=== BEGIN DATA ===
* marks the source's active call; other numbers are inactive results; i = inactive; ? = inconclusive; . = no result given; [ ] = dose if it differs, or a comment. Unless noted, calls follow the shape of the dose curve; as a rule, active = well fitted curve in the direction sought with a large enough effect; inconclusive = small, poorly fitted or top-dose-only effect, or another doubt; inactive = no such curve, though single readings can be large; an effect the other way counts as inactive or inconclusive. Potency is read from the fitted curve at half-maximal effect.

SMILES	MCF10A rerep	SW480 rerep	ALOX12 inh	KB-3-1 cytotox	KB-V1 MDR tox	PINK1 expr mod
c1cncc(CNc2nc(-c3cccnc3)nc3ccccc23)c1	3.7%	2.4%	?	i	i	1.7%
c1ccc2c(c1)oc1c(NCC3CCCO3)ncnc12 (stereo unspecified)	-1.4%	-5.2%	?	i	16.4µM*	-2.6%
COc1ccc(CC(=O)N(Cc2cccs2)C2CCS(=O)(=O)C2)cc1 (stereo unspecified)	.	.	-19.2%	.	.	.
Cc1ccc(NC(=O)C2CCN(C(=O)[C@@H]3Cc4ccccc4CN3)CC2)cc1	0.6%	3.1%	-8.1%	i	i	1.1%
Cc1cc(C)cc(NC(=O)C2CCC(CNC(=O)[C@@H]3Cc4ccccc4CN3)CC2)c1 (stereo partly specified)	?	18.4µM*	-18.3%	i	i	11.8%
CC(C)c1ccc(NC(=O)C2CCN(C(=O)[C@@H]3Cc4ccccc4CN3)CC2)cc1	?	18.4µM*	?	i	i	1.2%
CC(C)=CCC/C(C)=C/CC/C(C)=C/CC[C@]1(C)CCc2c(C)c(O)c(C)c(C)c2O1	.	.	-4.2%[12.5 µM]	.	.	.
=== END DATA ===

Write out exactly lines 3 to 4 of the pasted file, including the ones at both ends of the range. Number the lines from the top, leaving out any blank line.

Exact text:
c1cncc(CNc2nc(-c3cccnc3)nc3ccccc23)c1	3.7%	2.4%	?	i	i	1.7%
c1ccc2c(c1)oc1c(NCC3CCCO3)ncnc12 (stereo unspecified)	-1.4%	-5.2%	?	i	16.4µM*	-2.6%